Starring: Taron Egerton, Hugh Jackman, Christopher Walken
Directed by: Dexter Fletcher (“Wild Bill”)
Written by:  Sean Macauly (debut) and Simon Kelton (debut)

Inoffensive, inspirational sports movies seem to be written Mad Libs-style: “A down-on-his luck (noun) dreams of being a star athlete in (name of sport), but he comes from a (negative adjective) family who wants him to continue working as a (type of humdrum job) instead of chasing his dreams. In an effort to achieve his dreams, he runs across a disgraced/retired/old legend in (same sport as before) who he begs to train him, but that person is too much of a (insert negative trait here) and wants to move on with his life. When the dreamer finally steps in to the world of (name of same sport), he’s met with derision from the (nationality and/or social class) superstar who laughs in his face, causing the dreamer’s spirit to falter. That’s when the legend steps in to coach the dreamer, and through a series of unorthodox/old school training methods, the legend will help the dreamer overcome any obstacle to get to the big (name of major sporting event here). “

Last year, “Creed” followed this formula and turned it into a rousing success, fueled by great direction and powerful performances. “Eddie the Eagle,” on the other hand, follows this formula like a pair of skis locked into the trenches of a ski jump. There’s never any doubt exactly how the film is going to land.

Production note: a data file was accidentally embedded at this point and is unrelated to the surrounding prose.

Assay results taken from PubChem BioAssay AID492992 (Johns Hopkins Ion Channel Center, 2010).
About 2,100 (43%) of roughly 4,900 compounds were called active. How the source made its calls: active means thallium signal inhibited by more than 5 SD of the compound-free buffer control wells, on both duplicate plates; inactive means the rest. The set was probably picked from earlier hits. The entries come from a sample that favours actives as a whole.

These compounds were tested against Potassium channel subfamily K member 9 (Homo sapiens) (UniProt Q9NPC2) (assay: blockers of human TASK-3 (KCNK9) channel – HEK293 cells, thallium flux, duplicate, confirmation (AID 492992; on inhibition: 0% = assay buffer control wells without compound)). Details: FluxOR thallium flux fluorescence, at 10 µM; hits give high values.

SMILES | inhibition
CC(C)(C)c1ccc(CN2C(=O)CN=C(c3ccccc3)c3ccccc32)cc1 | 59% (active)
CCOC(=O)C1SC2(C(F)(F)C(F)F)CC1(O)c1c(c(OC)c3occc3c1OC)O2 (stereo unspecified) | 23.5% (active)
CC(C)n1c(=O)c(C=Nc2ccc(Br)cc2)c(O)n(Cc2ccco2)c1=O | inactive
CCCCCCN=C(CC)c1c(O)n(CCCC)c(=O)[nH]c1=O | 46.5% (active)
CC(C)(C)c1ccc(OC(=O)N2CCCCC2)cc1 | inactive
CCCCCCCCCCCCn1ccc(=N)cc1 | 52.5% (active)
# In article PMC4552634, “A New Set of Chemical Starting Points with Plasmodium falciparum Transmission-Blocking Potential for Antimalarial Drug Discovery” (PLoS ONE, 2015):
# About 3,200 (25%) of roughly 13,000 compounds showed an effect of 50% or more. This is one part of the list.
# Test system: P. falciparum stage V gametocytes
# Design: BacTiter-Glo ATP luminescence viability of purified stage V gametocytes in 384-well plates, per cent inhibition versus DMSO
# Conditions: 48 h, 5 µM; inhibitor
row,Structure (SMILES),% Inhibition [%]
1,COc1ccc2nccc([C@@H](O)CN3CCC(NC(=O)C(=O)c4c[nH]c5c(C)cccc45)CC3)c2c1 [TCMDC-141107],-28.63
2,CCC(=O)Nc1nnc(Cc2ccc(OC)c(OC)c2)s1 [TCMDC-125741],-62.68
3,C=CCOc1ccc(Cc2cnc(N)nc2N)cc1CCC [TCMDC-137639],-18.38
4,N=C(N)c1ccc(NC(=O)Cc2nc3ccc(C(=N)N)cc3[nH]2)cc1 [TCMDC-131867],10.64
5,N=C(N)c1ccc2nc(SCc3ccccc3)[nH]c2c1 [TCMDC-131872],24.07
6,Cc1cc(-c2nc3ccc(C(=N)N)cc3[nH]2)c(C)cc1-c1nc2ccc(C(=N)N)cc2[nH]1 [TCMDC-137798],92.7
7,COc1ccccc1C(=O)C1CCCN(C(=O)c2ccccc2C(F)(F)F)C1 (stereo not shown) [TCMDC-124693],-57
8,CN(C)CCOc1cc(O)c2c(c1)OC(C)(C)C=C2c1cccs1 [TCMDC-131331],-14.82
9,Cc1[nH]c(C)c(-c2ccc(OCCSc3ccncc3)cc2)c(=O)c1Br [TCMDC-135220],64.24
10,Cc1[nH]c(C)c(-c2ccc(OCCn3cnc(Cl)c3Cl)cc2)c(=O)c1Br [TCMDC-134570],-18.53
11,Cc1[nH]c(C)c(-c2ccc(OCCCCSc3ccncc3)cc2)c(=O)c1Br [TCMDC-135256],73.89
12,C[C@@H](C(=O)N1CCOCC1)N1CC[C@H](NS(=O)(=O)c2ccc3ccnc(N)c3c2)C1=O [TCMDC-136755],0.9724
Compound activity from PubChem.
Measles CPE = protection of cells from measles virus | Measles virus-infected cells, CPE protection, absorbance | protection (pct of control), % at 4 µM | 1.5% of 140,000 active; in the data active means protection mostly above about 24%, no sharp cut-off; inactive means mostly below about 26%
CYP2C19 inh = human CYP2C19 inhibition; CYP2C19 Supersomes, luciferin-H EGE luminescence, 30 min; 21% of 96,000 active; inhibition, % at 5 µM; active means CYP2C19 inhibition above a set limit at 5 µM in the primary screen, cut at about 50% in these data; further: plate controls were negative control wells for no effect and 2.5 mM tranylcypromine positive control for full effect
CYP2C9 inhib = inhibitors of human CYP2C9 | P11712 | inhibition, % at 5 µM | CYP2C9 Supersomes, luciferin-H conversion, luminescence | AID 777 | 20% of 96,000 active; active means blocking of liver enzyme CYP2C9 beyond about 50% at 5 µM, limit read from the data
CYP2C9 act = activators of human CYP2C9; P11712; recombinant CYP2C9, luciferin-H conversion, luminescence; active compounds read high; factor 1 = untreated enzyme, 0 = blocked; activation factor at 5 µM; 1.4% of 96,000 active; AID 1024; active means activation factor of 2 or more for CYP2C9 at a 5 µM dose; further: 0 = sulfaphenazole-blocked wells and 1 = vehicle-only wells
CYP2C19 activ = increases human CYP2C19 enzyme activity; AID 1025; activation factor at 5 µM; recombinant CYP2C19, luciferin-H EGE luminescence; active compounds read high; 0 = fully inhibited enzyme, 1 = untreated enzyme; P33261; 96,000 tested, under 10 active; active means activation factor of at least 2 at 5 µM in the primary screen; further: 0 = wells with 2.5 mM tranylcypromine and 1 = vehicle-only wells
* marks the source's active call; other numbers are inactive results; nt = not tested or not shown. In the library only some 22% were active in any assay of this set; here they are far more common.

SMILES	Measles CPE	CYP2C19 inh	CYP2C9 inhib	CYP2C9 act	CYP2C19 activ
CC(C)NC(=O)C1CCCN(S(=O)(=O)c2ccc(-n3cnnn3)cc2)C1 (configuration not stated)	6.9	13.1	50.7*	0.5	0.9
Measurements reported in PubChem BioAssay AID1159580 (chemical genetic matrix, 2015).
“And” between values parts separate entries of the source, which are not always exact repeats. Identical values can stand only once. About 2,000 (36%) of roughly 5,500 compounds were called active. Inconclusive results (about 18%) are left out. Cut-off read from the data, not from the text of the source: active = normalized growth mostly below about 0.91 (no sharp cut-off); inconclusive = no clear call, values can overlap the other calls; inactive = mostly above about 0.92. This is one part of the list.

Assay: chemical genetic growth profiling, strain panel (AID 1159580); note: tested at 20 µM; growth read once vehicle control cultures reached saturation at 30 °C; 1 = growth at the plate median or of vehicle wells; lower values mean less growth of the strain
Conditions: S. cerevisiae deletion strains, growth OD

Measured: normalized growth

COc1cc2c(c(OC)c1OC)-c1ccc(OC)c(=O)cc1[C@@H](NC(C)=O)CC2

“Eddie the Eagle” is the true-but-really-embellished story of Eddie Edwards (Taron Egerton of “Kingsman: The Secret Service,” squinting behind geeky glasses and never quite selling it), a would-be downhill skier for the British Olympic team, except that he’s not the best skier and he’s kind of weird, so the posh British officials drum him out of the sport and force him to reluctantly work as a plasterer, like his father. You see, Eddie’s always been a dreamer, and he’s always wanted to be an Olympian – in that late-‘70s kind of way – when they became superstars. Too bad the British officials seem to hate him, for some reason. Only Eddie isn’t finished dreaming, so he decides to give ski jumping a try. He travels to Germany to train, where all hot Swedish skiers laugh at him and he nearly kills himself making jumps. That’s when Eddie catches the eye of snow plow driver Bronson Peary (Hugh Jackman, dressed like Wolverine only without the mutton chops), himself a disgraced former ski jumper with a drinking problem who first tries to talk Eddie out of the sport, but then, of course, becomes his coach, guiding Eddie on a path toward the 1988 Calgary Olympics. Stuffy British officials be damned.

You’ve seen this movie before. It wasn’t wearing ski jumping gear, but you’ve seen “Eddie the Eagle” in some form or fashion probably 10 times, if not more. Do you want to see it again? Do you care that much about ski jumping? My guess is no, and the movie probably knows this. But the synth-heavy pseudo-‘80s soundtrack is pretty great. Can I just listen to that instead?

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